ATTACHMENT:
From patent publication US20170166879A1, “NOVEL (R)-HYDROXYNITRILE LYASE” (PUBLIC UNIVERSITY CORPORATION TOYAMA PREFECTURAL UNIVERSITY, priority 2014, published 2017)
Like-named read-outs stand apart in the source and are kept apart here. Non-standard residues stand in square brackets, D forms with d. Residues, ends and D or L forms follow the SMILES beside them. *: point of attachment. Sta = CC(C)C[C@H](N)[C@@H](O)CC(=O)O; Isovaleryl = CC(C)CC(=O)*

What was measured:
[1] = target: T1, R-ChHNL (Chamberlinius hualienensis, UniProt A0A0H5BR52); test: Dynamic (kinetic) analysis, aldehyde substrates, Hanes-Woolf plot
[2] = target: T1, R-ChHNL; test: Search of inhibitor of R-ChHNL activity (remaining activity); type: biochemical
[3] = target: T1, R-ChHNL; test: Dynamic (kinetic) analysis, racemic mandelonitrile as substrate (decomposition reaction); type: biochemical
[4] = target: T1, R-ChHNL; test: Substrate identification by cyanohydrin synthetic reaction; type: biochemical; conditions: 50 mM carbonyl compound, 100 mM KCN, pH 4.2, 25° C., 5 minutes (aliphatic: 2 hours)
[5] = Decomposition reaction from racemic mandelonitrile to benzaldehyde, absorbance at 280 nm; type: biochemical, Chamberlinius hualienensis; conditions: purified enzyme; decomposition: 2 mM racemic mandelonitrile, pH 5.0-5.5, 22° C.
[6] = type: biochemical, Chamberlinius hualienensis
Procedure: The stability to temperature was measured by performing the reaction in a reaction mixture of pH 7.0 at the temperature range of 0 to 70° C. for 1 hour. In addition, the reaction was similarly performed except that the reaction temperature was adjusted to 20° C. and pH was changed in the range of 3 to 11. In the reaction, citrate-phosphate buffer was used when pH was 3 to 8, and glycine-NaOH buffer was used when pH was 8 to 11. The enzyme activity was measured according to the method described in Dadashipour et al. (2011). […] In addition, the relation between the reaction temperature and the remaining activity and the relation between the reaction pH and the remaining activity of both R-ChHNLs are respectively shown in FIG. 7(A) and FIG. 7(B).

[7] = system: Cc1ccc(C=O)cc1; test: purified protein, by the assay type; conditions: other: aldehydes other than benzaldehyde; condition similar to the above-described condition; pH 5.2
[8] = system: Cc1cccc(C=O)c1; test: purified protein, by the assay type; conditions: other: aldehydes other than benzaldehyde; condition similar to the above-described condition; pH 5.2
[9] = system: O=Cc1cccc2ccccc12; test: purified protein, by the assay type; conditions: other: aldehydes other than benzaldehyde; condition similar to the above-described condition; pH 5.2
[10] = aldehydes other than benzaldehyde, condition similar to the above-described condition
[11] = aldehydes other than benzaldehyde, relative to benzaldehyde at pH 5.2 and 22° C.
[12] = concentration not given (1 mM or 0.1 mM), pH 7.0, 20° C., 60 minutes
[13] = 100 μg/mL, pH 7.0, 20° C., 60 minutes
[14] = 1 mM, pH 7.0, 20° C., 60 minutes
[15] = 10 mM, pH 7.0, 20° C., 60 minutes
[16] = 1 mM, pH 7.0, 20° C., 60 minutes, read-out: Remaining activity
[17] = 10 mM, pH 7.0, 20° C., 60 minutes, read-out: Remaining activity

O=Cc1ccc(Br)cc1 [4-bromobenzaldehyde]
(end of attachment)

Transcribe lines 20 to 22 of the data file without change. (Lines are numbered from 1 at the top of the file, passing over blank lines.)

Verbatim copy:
[16] = 1 mM, pH 7.0, 20° C., 60 minutes, read-out: Remaining activity
[17] = 10 mM, pH 7.0, 20° C., 60 minutes, read-out: Remaining activity

O=Cc1ccc(Br)cc1 [4-bromobenzaldehyde]